How to navigate the 3 risks of LLMs in CAI

How to navigate the 3 risks of LLMs in CAI 1920 1080 Ben McCulloch

Most companies want to know how to find success with generative AI today. Few have managed to demonstrate it. Loop Car Insurance is one company that’s getting it right.

It launched a generative, LLM-based bot with the help of Quiq last year that has reduced email support by 55%. So how did it do it?

Kat Garcia, Director of Member Services at LOOP Car Insurance, and Mike Myer, CEO, Quiq, joined Kane Simms in a recent webinar, to discuss the behind the scenes factors in what it takes to get a generative AI chatbot to production in 2024.

Essentially, success comes from mitigating the 3 biggest risks in generative AI for enterprise: presenting the wrong advice, handling privacy and protecting your brand image.

Risk #1 – Giving the wrong advice

LOOP provides car insurance. It needs to be absolutely sure it’s providing correct information at all times.

Being ‘correct’ is contextual of course. LOOP works within a specific sector of the insurance industry (providing it to car owners), they work within a specific geographical area (Texas, America), and it has its own products and services. This means that the information it provides must be specifically tailored to its use cases.

So how do you achieve that?

You train the LLM on your documents and data. You ensure that your knowledge base is up to date, doesn’t contain contradictions (by following a ‘single source of truth’ approach), and it should only contain documents that you know to be relevant (that list of cake recipes you keep on your hard drive should be kept well clear of the training data).

As Mike says, when Quiq implemented the LLM for LOOP, it needed to make sure “the answer is using the information that was provided by LOOP and no other information.”

Quiq also implemented a novel approach to prompt chaining and guardrails that ensures the Loop agent doesn’t go off course or hallucinate, and fails gracefully if it can’t answer a specific question.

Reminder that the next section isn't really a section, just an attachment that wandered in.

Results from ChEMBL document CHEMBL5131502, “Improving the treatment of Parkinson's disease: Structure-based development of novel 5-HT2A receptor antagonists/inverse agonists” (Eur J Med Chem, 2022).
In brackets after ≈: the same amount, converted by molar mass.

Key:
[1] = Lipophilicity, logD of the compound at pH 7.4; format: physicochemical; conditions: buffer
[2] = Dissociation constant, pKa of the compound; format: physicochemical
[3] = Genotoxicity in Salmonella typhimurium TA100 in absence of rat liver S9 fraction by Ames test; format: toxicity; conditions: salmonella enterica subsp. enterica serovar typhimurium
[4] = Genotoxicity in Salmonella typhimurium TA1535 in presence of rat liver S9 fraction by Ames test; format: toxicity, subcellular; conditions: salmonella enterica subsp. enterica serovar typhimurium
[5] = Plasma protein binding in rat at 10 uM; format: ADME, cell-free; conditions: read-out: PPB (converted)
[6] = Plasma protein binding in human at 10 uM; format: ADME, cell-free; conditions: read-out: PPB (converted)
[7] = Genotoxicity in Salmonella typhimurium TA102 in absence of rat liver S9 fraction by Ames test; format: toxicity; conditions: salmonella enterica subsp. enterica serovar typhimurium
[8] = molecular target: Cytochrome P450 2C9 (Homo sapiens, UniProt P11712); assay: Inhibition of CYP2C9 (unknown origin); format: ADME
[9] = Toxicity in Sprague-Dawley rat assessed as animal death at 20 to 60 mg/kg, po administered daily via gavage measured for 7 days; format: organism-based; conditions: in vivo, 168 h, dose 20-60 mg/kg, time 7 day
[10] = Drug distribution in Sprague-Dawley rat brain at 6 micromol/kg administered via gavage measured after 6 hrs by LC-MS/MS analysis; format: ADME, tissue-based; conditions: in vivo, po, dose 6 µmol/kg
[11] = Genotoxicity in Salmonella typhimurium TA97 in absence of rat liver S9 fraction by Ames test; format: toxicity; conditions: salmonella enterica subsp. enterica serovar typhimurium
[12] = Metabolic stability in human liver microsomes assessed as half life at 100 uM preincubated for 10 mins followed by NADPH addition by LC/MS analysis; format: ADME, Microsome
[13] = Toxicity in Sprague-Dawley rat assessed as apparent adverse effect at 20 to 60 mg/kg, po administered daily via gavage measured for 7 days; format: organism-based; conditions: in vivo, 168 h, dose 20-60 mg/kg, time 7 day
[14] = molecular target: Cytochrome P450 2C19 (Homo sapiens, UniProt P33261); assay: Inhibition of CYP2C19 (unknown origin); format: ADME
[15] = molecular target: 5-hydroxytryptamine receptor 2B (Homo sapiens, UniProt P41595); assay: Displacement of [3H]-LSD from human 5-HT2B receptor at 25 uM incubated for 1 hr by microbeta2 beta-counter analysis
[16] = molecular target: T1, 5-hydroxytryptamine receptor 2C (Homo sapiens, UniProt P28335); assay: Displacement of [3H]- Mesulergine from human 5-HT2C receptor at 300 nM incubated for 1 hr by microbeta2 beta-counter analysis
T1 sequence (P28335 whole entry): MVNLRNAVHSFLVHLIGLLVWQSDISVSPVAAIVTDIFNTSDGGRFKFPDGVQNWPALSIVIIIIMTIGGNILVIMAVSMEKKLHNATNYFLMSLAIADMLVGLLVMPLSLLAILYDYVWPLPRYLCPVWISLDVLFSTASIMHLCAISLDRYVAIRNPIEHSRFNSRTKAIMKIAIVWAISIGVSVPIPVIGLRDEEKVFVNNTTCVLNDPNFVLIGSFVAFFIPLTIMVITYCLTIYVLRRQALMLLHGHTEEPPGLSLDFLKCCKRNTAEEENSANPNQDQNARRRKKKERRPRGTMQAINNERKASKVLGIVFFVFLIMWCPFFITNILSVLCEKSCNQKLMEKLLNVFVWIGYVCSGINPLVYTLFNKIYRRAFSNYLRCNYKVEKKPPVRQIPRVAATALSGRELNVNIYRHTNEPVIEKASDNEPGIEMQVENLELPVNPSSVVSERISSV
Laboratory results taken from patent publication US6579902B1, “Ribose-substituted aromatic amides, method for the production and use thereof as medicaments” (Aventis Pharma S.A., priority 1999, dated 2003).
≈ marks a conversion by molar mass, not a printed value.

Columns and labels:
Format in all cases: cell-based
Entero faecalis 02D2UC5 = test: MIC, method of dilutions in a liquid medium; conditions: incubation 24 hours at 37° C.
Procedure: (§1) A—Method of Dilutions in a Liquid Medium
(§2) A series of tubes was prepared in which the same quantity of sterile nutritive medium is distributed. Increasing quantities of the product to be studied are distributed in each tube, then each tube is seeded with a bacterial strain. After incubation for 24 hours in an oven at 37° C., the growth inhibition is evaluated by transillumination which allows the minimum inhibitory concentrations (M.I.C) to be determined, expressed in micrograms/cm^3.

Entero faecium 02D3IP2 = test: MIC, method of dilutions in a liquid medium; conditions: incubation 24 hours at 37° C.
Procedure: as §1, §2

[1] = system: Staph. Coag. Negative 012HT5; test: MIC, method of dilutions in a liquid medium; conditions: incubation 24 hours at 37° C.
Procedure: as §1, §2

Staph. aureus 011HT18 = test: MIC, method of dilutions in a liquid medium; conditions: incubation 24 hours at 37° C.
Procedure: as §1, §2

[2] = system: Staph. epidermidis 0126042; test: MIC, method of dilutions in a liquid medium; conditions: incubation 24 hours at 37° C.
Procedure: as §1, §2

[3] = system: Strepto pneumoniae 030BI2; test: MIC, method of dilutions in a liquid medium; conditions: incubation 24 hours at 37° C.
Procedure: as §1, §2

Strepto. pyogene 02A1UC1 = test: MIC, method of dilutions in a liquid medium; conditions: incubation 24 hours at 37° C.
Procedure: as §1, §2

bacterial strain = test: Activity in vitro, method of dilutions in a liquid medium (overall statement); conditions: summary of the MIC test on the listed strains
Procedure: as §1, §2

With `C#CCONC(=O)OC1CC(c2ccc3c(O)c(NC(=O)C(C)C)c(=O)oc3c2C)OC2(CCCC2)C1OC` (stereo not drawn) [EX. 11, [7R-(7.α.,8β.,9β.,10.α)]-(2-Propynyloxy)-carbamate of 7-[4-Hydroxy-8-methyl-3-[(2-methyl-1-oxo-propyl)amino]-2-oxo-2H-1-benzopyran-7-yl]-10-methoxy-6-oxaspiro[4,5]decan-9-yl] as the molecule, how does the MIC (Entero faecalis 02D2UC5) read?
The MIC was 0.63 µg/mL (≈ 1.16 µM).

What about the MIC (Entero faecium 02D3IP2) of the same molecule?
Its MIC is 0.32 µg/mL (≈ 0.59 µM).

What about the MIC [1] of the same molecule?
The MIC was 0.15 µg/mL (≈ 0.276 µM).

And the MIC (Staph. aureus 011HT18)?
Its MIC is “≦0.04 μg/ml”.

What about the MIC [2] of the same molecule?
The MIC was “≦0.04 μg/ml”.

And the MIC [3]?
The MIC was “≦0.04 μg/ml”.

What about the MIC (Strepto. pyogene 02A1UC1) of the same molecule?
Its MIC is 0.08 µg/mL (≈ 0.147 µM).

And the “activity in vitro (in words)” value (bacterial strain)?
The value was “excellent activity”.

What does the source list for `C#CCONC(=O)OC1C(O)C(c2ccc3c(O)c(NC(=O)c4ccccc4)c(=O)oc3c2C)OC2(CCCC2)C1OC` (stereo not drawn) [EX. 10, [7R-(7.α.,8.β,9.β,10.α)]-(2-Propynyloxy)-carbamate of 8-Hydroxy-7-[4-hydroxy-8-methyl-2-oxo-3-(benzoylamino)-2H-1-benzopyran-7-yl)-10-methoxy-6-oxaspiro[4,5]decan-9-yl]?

Risk #2 – treat your customer’s data with care

You don’t just need to be careful about the materials that go into the bot when you design and train it. In every conversation, the customer could provide PII. There’s a very good chance your bot will directly ask the customer for their data, as a means of identifying them and providing a helpful service.

You need to treat that data with respect and care. Whose servers will it end up on? Are you sure that every third-party data handler involved with your bot has suitable processes for dealing with that data? Are you definitely using models that won’t use your data as training data? Are you scrubbing PII data from your interaction logs?

LLMs are new to most people, and there are a lot of startups offering them. Make sure you do your due diligence and only use models that are fit for enterprise consumption.

Quiq chose to use OpenAI’s GPT 3.5 model via Microsoft Azure for this deployment and the platform being SOC 2 compliant took care of any other concerns.

Risk #3 – Is the bot doing damage to your brand?

Consider this: the bot might be the first contact a customer makes with a brand. It’s generating responses on the fly that will affect whether the relationship continues or not. Your bot might be a make or break interaction that either wins or loses a customer. The stakes are that high!

As Mike says, “we want to make sure that the answer that gets provided is on the brand tone, and is not something that somebody is going to screenshot and post on social media somewhere.

We’ve recently seen this happen a few times. Chevrolet was caught out, as was DPD. Even Air Canada was publicly shamed for its ‘AI’ mishap, however the incident occurred before the widespread use of LLMs, and so it was most likely caused by an old-school NLU-based bot that hadn’t been updated properly. All the Air Canada example shows is that people will jump to their own conclusions about how you made a mistake, but it’s the mistake that they will remember!

When using generative AI to create a bot’s utterances you can define the personality. It’s best practice. You want the responses to be consistent within the experience, you want them to be contextually relevant to the experience (for example, a bot helping people in a hurry shouldn’t be verbose), and you want them to represent the brand.

Although Quiq didn’t go as far as developing a fully fledged ‘personality’ document, it gave instructions on how to respond and made sure the agent is conscientious, empathetic and has a more casual tone.

The end result

Since going live in 2023, LOOP experienced a 3x improvement in resolution rate compared to its previous assistant. Its LLM-based bot is answering 50% of customer questions, 24 hours per day, all year long (whereas its call centre is open 8 hours a day). It also measured customer satisfaction and found that the bot was on par with their human agents. Finally, it has managed to help reduce email support by 55%, saving human agents time.

This is the perfect example of a use case that’s right for generative AI, as well as a technology choice and implementation approach that fully understands and mitigates the risks involved. A great model for anyone wanting to do enterprise generative AI properly.

Watch the full webinar and learn the real details behind this deployment.

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